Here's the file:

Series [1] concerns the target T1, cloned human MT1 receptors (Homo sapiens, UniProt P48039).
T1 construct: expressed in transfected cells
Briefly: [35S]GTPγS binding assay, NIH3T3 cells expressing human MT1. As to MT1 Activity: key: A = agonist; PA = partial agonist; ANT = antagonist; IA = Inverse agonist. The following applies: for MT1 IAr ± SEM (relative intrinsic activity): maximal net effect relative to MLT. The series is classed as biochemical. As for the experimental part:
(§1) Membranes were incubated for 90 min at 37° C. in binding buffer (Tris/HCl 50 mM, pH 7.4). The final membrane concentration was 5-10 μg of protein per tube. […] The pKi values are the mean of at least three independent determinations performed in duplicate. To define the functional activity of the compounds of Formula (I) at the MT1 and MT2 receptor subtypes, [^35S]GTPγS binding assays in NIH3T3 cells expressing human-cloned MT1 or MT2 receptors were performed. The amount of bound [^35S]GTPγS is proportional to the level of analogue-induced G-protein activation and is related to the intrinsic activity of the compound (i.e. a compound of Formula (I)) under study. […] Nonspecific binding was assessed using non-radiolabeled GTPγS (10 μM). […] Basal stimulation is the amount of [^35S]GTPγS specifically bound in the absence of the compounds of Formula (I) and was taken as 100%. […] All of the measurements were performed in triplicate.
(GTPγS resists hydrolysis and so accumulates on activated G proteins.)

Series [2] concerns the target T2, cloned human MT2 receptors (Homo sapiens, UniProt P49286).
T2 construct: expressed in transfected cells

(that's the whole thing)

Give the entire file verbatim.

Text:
Series [1] concerns the target T1, cloned human MT1 receptors (Homo sapiens, UniProt P48039).
T1 construct: expressed in transfected cells
Briefly: [35S]GTPγS binding assay, NIH3T3 cells expressing human MT1. As to MT1 Activity: key: A = agonist; PA = partial agonist; ANT = antagonist; IA = Inverse agonist. The following applies: for MT1 IAr ± SEM (relative intrinsic activity): maximal net effect relative to MLT. The series is classed as biochemical. As for the experimental part:
(§1) Membranes were incubated for 90 min at 37° C. in binding buffer (Tris/HCl 50 mM, pH 7.4). The final membrane concentration was 5-10 μg of protein per tube. […] The pKi values are the mean of at least three independent determinations performed in duplicate. To define the functional activity of the compounds of Formula (I) at the MT1 and MT2 receptor subtypes, [^35S]GTPγS binding assays in NIH3T3 cells expressing human-cloned MT1 or MT2 receptors were performed. The amount of bound [^35S]GTPγS is proportional to the level of analogue-induced G-protein activation and is related to the intrinsic activity of the compound (i.e. a compound of Formula (I)) under study. […] Nonspecific binding was assessed using non-radiolabeled GTPγS (10 μM). […] Basal stimulation is the amount of [^35S]GTPγS specifically bound in the absence of the compounds of Formula (I) and was taken as 100%. […] All of the measurements were performed in triplicate.
(GTPγS resists hydrolysis and so accumulates on activated G proteins.)

Series [2] concerns the target T2, cloned human MT2 receptors (Homo sapiens, UniProt P49286).
T2 construct: expressed in transfected cells